4:07 PM, Tuesday May 25th 2021

You can think of the exercise as being broken down into two parts- firstly, there's what we focused on with the box challenge, which is simply drawing arbitrary boxes whose lines converge fairly consistently towards the same vanishing point. It doesn't actually matter if the foreshortening itself is dramatic or shallow - either way, it comes down to thinking of all 4 edges simultaneously, and considering how they need to be angled to converge together. The best way to address this is just to do more freely rotated boxes (this should already be one of the many exercises you cycle through in your warmups, so you can keep sharpening those skills).

The second part is the addition of the ellipses, which effectively tests the proportions. Based on the ellipses' own line extensions, and their relationships with the box's line extensions, you'll be able to make adjustments to which proportions you choose to use, based on the general orientation of your box in space.

Of course, if your box's own lines aren't converging entirely consistently, then that will mean you'll have to eyeball the relationship between those line extensions and the ellipse's with some margin for error. You can still of course progress through this exercise meaningfully without perfect boxes - in fact, it's not really expected that your boxes will be perfect - but it means that you have two distinct things to deal with, and remembering that they are separate issues will help you address them each in turn.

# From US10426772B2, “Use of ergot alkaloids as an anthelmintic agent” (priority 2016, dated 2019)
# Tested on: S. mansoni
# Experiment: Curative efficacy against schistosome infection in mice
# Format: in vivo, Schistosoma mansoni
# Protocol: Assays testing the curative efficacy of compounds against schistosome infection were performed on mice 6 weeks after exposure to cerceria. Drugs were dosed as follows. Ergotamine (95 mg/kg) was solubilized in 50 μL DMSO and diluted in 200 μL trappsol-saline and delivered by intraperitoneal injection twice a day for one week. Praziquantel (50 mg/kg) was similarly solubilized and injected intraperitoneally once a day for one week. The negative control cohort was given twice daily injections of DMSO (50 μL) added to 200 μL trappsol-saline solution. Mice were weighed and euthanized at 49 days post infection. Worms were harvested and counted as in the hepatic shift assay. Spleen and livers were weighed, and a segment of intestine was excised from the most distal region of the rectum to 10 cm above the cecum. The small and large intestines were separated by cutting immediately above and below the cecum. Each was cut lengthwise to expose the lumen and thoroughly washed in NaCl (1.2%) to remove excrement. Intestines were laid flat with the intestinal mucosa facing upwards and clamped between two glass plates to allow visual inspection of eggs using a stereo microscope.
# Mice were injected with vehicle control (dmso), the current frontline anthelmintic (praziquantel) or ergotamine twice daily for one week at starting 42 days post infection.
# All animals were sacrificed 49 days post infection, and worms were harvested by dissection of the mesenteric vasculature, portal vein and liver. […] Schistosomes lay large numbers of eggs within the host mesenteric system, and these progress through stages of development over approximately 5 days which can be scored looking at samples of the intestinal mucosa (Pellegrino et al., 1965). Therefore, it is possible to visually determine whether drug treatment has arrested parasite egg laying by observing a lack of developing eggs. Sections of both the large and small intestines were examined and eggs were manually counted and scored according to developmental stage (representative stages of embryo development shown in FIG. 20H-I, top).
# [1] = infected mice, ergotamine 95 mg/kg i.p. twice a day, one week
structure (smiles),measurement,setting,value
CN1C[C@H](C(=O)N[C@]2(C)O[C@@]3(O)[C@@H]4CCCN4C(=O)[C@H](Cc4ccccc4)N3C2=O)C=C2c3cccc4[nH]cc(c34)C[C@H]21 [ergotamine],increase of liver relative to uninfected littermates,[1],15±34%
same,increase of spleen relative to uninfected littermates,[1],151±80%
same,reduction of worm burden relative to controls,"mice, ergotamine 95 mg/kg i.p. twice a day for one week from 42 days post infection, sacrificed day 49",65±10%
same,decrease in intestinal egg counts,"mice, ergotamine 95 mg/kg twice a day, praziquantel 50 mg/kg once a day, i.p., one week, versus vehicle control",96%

As for the why behind those aspects of foreshortening, the best explanation I have right now is in the more recently updated Ellipses video for lesson 1. Here I actually use a little prop of two cardboard discs connected by a toothpick to show how the degree of the end closer to the viewer and the degree of the end farther away will shift in degree.

The rate of foreshortening itself is largely determined by the form's proximity to the viewer and the form's own length, so in this video you don't get a lot of variation in that. You do however get to see the third factor, which is the orientation of the form relative to the viewer, with that foreshortening getting more notable as we turn the cylinder to face the camera. Hopefully that demonstration will help.

1:04 AM, Wednesday May 26th 2021

Hmm...okay, thanks. I read this a couple times, watched the video (it did help), and then cut a toilet roll in half and stared at it for a while...after that I drew a few more boxed ellipses and I think I get it a little more now.

Much appreciated.

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The Art of Blizzard Entertainment

While I have a massive library of non-instructional art books I've collected over the years, there's only a handful that are actually important to me. This is one of them - so much so that I jammed my copy into my overstuffed backpack when flying back from my parents' house just so I could have it at my apartment. My back's been sore for a week.

The reason I hold this book in such high esteem is because of how it puts the relatively new field of game art into perspective, showing how concept art really just started off as crude sketches intended to communicate ideas to storytellers, designers and 3D modelers. How all of this focus on beautiful illustrations is really secondary to the core of a concept artist's job. A real eye-opener.